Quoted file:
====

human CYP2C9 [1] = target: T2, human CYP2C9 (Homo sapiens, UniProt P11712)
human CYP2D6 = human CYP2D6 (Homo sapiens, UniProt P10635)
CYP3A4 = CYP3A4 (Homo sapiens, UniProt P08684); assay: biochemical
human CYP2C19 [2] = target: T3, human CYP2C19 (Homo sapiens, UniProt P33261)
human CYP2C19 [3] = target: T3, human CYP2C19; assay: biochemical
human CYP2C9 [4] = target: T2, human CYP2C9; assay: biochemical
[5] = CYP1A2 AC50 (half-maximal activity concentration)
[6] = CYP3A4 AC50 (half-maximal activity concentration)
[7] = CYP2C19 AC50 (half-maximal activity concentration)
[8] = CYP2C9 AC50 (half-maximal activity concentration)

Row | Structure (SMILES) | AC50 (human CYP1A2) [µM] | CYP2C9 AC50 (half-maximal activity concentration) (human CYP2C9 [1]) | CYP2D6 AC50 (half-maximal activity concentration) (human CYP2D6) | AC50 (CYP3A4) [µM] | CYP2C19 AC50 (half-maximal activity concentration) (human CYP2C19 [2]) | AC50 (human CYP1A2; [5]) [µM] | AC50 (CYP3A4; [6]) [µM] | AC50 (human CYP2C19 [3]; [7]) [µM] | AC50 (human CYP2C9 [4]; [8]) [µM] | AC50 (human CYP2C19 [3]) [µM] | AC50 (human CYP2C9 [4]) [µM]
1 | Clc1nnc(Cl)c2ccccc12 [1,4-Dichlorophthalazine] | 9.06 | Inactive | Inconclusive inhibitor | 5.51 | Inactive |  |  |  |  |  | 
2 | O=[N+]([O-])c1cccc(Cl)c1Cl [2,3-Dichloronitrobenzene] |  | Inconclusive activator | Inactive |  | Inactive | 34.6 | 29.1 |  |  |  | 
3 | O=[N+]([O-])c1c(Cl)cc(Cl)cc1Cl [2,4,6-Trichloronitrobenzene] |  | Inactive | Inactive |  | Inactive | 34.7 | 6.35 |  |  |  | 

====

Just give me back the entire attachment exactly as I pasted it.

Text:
human CYP2C9 [1] = target: T2, human CYP2C9 (Homo sapiens, UniProt P11712)
human CYP2D6 = human CYP2D6 (Homo sapiens, UniProt P10635)
CYP3A4 = CYP3A4 (Homo sapiens, UniProt P08684); assay: biochemical
human CYP2C19 [2] = target: T3, human CYP2C19 (Homo sapiens, UniProt P33261)
human CYP2C19 [3] = target: T3, human CYP2C19; assay: biochemical
human CYP2C9 [4] = target: T2, human CYP2C9; assay: biochemical
[5] = CYP1A2 AC50 (half-maximal activity concentration)
[6] = CYP3A4 AC50 (half-maximal activity concentration)
[7] = CYP2C19 AC50 (half-maximal activity concentration)
[8] = CYP2C9 AC50 (half-maximal activity concentration)

Row | Structure (SMILES) | AC50 (human CYP1A2) [µM] | CYP2C9 AC50 (half-maximal activity concentration) (human CYP2C9 [1]) | CYP2D6 AC50 (half-maximal activity concentration) (human CYP2D6) | AC50 (CYP3A4) [µM] | CYP2C19 AC50 (half-maximal activity concentration) (human CYP2C19 [2]) | AC50 (human CYP1A2; [5]) [µM] | AC50 (CYP3A4; [6]) [µM] | AC50 (human CYP2C19 [3]; [7]) [µM] | AC50 (human CYP2C9 [4]; [8]) [µM] | AC50 (human CYP2C19 [3]) [µM] | AC50 (human CYP2C9 [4]) [µM]
1 | Clc1nnc(Cl)c2ccccc12 [1,4-Dichlorophthalazine] | 9.06 | Inactive | Inconclusive inhibitor | 5.51 | Inactive |  |  |  |  |  | 
2 | O=[N+]([O-])c1cccc(Cl)c1Cl [2,3-Dichloronitrobenzene] |  | Inconclusive activator | Inactive |  | Inactive | 34.6 | 29.1 |  |  |  | 
3 | O=[N+]([O-])c1c(Cl)cc(Cl)cc1Cl [2,4,6-Trichloronitrobenzene] |  | Inactive | Inactive |  | Inactive | 34.7 | 6.35 |  |  |  | 